Sunday, June 30, 2019
I started this journey of reading Hugo award winning novels with books that were written well before I was born. Over 30 novels in, I'm now up to the Hugo award for best novel in 1980, the year that I got married.
Isaac Asimov is my favorite science fiction writer, but when Arthur C. Clarke was writing at his best, I think he was a better writer. This novel is Clarke at the top of his form. Based on the idea of a "space elevator" (one which is theoretically possible and likely to happen some day) it has all the hallmarks of his writing including an exciting and imaginative story with many excellent little details. The characters are also a little more developed than in most of his stories.
A hallmark of his writing seems to be contact with extraterrestrials, often highly advanced. This was not part of this story but he adds a subplot plot on this topic that gets weaved into the main story.
Wednesday, June 26, 2019
Winner of the Hugo award for besr novel of 1979, this is a touching and beautiful story with an original and imaginative plot, well developed characters, and a fascinating science fiction setting. It is science fiction at its best, where the plot and characters are primary. Earlier dominated by men, by 1979 the Hugo awards were being won about half the time by women, and in recent years women have almost entirely dominated the best novel awards. This is highly recommended ready for anyone, whether science fiction fans or not.
Wednesday, June 19, 2019
This novel won the Hugo award for best novel of 1978.
I enjoyed it, finding it an eclectic mix of science fiction themes with interesting characters and a very imaginative premise. It later became part of a series of novels and stories around a similar theme: the mysterious alien Heechee race.
The novel makes use of an interesting device in that many pages contain standalone text for signs, legal documents, classified ads, and even some kind of BASIC-like computer programming.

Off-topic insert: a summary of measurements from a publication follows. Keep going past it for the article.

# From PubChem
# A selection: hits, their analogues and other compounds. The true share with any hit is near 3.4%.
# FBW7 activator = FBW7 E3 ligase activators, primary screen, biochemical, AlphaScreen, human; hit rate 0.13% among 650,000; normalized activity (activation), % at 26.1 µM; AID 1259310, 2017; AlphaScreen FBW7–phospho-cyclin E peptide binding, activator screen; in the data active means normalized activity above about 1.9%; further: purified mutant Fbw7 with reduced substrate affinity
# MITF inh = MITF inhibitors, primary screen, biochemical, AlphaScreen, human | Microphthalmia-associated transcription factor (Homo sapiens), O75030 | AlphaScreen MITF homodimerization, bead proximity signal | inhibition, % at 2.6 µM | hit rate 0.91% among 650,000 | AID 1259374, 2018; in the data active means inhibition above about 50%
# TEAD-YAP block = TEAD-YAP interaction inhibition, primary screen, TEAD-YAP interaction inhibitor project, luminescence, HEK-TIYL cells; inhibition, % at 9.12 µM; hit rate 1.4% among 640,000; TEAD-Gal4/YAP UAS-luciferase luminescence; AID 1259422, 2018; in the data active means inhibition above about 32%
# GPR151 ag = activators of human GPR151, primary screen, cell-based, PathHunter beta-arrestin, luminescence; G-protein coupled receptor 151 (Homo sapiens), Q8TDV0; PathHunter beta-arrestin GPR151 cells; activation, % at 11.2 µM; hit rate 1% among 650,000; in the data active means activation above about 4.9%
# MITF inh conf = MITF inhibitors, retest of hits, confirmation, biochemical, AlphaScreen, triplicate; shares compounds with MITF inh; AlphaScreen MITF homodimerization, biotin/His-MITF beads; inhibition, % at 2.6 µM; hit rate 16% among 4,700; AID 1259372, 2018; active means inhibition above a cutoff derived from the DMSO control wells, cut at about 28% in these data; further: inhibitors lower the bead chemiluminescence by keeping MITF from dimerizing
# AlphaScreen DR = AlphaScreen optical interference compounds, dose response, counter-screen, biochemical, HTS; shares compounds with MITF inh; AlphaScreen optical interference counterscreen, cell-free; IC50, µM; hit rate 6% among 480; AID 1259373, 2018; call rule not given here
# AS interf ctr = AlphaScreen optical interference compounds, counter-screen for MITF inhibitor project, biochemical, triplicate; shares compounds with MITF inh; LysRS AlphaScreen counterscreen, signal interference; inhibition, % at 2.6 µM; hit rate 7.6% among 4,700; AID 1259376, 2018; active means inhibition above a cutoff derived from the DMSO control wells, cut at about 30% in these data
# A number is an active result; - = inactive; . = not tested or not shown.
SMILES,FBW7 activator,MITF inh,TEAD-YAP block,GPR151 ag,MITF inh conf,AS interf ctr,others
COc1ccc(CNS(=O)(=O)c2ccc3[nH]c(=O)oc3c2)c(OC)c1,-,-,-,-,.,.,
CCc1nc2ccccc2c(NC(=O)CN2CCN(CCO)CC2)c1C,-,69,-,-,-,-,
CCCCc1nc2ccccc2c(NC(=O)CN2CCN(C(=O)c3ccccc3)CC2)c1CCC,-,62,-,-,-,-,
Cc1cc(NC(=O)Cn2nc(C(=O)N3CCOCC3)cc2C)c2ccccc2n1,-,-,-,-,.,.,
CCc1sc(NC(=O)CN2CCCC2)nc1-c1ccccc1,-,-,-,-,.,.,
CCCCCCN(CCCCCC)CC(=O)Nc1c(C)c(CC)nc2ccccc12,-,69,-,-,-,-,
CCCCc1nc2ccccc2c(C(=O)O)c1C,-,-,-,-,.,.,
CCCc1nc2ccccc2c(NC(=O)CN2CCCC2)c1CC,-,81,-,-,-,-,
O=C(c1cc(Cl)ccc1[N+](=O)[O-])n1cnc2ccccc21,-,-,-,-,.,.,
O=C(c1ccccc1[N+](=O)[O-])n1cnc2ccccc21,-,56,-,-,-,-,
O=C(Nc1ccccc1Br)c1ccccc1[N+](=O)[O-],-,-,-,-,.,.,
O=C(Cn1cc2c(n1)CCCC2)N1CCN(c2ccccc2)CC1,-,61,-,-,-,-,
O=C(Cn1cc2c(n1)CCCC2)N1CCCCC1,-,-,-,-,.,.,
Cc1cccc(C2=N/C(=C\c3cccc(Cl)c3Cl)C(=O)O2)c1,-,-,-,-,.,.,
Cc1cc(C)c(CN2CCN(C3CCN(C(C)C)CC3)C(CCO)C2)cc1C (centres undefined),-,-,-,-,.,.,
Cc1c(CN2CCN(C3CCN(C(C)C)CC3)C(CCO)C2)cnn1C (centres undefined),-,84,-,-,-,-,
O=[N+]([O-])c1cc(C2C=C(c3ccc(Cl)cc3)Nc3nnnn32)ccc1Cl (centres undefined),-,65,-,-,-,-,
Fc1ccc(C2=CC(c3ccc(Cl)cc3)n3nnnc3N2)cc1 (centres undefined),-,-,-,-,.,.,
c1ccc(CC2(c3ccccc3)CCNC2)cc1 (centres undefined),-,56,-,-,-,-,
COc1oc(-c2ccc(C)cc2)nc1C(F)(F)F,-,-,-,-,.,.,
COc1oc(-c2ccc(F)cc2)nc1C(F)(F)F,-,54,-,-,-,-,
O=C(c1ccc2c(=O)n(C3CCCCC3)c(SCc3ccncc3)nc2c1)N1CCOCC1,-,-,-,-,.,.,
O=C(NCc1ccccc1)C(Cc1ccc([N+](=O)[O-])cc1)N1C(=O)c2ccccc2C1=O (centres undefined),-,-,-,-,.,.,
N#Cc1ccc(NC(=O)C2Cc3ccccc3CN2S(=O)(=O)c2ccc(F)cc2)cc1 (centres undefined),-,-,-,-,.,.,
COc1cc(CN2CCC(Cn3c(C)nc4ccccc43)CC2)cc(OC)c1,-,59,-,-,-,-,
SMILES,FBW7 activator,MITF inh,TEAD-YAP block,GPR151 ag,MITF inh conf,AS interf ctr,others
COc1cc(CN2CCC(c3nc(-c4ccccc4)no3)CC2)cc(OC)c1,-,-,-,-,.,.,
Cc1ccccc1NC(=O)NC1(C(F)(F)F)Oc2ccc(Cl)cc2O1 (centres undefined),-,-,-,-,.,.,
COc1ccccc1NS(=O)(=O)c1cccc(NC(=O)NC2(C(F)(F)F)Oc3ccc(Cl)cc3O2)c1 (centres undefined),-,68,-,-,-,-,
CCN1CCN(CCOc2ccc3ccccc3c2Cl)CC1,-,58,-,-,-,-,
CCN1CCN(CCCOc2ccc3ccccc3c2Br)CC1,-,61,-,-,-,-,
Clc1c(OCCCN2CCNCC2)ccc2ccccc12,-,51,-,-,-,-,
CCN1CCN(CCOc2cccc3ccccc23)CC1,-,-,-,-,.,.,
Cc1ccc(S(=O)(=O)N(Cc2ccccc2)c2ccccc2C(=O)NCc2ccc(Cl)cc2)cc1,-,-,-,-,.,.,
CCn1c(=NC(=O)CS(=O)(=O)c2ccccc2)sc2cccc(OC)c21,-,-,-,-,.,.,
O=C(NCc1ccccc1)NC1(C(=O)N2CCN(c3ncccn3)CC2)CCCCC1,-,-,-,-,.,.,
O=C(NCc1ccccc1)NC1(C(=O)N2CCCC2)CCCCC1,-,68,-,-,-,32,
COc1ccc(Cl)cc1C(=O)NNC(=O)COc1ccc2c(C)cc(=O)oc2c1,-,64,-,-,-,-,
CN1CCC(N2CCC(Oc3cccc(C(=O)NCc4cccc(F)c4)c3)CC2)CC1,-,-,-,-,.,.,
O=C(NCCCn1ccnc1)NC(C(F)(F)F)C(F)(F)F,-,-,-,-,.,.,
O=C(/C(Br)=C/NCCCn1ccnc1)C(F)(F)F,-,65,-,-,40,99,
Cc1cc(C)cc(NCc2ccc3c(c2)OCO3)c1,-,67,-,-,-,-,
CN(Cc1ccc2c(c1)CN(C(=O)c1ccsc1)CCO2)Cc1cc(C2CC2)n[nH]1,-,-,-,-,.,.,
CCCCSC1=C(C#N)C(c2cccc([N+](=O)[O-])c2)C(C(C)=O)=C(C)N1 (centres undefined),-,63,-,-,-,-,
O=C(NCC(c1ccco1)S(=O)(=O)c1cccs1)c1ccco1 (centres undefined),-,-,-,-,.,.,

Pohl was a life-long friend of Isaac Asimov, and even acted as his literary agent for a period of time. The book has some references to a "Dr Asmenion" who was an expert on explaining science and astronomy and likes to tell off-colour jokes and was apparently from somewhere near Smolensk, Russia. This is clearly a little jab at Asimov. Another letter is written by a "Harry Hellison" that sounds suspiciously like science fiction writer Larry Ellison.
Pohl had a long career as a science fiction writer and editor, active right up to the time of his death in 2013 at age 93, but this was his only Hugo award winning novel (he did won some more Hugos in other categories).
Tuesday, June 11, 2019
This won the Hugo for best Science Fiction novel in 1976.
It is about a long running war that is far away, fought by conscripted soldiers who don't want to be there, and ultimately turns out to be pointless and unnecessary. While definitely science fiction, it has many parallels with the Vietnam war that the author served in.
Not a humorous or particularly pleasant novel, it is highly imaginative and makes one think about war and even the future of mankind. The Earth depicted in the early 21st century has many disturbing parallels to the world of today and where it might be headed.
In summary, a fascinating read that was well deserving of the Hugo, particularly as the author went through 18 publishers before he found one willing to publish it.
Sunday, June 2, 2019
This was the Hugo award winner for best novel of 1974. It also won the other major science fiction award, the Nebula.
This is one of Clarke's best novels in my opinion, and has all the hallmarks of his work: incredible imagination, a sense of wonder, and a theme found in almost every one of his novels: contact with intelligent aliens. It also has what some find annoying: he doesn't explain everything, leaving many questions unanswered and up to the reader to ponder.
The novel spawned three sequels, which were written by author Gentry Lee (with some input from Clarke).